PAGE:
Suppose you have a combination lock (n digits, m symbols) that is unlocked by one specific ndigit key sequence. However, trying a wrong key changes it according to an fixed but unknown function: new key = f(current key, wrong key). Is there an algorithm (deterministic or not) which can surely find the key in finite time? Also, does this problem has a name?
closed as offtopic by Ryan Budney, Stefan Kohl, Chris Godsil, Boris Bukh, quid Apr 25 at 13:49This question appears to be offtopic. The users who voted to close gave this specific reason:



There are only a finite number of keys. Hence, there are only a finite number of functions that maps $keys \times keys \to keys$. You will surely break the lock if you know function, and key. Hence, you can break the lock in finite time, by "trying" all functions and keys. By this, I mean the following process: We can pretend that we have as many boxes as functions, and we try to break each "virtual" box separately. Now, during the process, we stop breaking boxes where the behaviour differs from the real box. Eventually, we will have a single candidate. 


Let $N=m^n$, the number of possible keys. I will use usul's idea in a comment to show that it can be solved in at most $N^3\log N$ guesses. Make a variable $s[F,s_0]$ for each possible function $F$ and state $s_0$. The number of variables is initially $N^{1+N^2}$. The value of $s[F,s_0]$ is a state, initially $s_0$, and in general it equals the state we would be in now if the function is $F$, the initial state was $s_0$, and we made the guesses we have made so far. Variables can be erased as we work. Now we start guessing, but we do it greedily. Namely, at each step we try a state $s$ that is the most common value of the remaining variables. If it works, we are done. If it doesn't work, we can erase all the variables which have value $s$ and update all the others. At each step this eliminates at least the fraction $1/N$ of the variables. So we are definitely finished after $K$ guesses if $ N^{1+N^2} (11/N)^K \lt 1$. This holds when $K = N^3\log N$.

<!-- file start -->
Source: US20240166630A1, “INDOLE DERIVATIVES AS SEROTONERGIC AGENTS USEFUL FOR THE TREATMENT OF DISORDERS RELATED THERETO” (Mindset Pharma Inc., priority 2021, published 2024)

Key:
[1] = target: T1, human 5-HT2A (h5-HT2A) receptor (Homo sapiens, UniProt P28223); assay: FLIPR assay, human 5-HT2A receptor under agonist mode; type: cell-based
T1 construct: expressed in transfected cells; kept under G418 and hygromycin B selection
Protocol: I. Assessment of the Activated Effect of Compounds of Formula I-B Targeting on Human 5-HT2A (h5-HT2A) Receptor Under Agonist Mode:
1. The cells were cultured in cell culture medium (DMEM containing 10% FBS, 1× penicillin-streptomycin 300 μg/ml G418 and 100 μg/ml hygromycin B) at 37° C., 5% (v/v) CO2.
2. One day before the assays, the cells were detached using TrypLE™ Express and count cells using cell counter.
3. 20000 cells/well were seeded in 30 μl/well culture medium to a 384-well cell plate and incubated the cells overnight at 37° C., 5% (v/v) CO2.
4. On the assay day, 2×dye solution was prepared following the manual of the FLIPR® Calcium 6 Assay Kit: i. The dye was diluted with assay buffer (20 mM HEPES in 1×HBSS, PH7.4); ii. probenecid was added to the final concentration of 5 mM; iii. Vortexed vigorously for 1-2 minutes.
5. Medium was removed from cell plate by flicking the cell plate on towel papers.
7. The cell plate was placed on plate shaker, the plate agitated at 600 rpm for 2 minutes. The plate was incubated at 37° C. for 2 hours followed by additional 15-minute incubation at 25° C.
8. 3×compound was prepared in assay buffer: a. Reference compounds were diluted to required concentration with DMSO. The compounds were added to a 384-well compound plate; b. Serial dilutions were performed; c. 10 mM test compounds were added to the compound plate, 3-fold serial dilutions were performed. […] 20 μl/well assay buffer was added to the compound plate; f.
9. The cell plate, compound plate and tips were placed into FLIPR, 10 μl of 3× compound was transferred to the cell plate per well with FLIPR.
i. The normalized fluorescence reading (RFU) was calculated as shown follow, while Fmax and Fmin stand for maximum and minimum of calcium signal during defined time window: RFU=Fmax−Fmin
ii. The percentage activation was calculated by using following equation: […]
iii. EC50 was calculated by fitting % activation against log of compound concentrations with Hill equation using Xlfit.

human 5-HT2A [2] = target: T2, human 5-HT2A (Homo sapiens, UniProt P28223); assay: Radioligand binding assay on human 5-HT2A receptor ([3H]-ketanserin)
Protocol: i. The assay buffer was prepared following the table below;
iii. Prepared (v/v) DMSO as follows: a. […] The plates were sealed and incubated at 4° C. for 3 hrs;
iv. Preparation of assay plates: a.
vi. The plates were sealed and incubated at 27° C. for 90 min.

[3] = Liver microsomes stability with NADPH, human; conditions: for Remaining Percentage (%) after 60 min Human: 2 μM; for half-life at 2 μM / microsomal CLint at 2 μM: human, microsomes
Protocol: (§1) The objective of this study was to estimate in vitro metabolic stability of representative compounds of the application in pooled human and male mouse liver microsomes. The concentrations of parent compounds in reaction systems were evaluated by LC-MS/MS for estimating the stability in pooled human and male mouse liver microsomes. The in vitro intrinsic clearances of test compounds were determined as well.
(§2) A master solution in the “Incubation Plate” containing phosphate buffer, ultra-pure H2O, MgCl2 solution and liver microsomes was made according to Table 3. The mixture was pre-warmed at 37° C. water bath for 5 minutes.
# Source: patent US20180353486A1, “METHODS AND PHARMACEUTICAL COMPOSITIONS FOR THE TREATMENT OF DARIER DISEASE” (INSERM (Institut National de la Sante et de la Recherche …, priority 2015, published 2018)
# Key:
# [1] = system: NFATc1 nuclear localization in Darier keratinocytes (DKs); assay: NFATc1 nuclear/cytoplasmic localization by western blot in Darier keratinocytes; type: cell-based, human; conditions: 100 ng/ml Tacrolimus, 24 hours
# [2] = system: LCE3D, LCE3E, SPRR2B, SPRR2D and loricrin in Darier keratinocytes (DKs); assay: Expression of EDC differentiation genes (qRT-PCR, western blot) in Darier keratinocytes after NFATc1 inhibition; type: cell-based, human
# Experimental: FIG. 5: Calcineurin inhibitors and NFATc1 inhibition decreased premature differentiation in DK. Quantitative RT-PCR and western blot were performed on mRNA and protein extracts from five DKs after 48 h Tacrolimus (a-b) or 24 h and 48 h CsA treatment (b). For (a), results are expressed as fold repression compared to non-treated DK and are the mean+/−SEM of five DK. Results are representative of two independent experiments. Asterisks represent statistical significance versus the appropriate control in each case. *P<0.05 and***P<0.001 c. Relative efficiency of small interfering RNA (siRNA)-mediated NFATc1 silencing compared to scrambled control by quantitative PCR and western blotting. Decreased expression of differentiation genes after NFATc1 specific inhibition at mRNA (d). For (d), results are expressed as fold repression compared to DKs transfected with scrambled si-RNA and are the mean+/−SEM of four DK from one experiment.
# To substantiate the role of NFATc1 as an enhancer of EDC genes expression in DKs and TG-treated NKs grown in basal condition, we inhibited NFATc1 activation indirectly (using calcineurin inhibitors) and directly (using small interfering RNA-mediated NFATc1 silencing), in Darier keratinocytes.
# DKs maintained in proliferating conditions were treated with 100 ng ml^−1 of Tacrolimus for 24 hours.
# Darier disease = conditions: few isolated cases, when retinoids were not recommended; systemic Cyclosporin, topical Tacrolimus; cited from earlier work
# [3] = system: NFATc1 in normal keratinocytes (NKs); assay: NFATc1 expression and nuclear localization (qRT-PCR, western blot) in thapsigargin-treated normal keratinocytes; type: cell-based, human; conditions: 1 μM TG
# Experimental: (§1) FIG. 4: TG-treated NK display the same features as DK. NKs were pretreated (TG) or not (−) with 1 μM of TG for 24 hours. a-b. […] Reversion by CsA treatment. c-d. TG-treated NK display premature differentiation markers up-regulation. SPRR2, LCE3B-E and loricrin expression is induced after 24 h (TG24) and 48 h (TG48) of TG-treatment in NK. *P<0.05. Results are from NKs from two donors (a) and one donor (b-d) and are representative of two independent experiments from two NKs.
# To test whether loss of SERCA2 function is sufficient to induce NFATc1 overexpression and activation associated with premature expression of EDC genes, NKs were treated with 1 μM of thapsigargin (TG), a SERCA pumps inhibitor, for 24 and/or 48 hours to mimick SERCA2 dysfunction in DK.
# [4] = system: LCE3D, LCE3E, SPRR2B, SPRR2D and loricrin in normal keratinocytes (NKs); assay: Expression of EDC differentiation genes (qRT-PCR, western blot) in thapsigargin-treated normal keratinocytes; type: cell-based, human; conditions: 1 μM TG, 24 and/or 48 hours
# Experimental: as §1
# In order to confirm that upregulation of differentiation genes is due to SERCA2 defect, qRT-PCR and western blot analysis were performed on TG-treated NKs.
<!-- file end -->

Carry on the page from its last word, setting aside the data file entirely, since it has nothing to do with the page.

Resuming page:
I see the whole picture as a graph, where each possible combination is a node. Proposition: this graph is connecteced. This is because, as there is no restrictions as how to change the combination (how many numbers can be changed at once), every combination can take to any of the other possible ones. At each time step, there is the right combination. It is also a node on this graph. Imagine that this node is blue. What happens is that the "blue node" may change at each combination tried. But, as the problem is deterministic, there must be a path on this graph that reaches the blue node at some point. "proof": Suppose you are on node 'n1', and the blue node is 'n17'. In this case, you can solve the problem in two ways: a. either you guess the correct answer right away b. you make the wrong guess and the blue node moves. in this case: b.1. you can go back to 'n1' (what is possible, according to the proposition) b.2. the answer is again 'n17' (because it is deterministic*) b.3. repeat b.1. > b.2. untill you reach 'n17' * here I am using the fact (?) that the change is deterministic in "both ways" At each time step, the answer is at a distance of 1 edge (because the graph is connected). In this case, you can start trying to reach the answer at any of the nodes Nevertheless, I am making some (strong?) assumptions: i. there is some kind of mechanism to record the keys that were already tried, so not to try them again ii. there is some kind of mechanism to record one key to be able to go back to it and continue the guessing process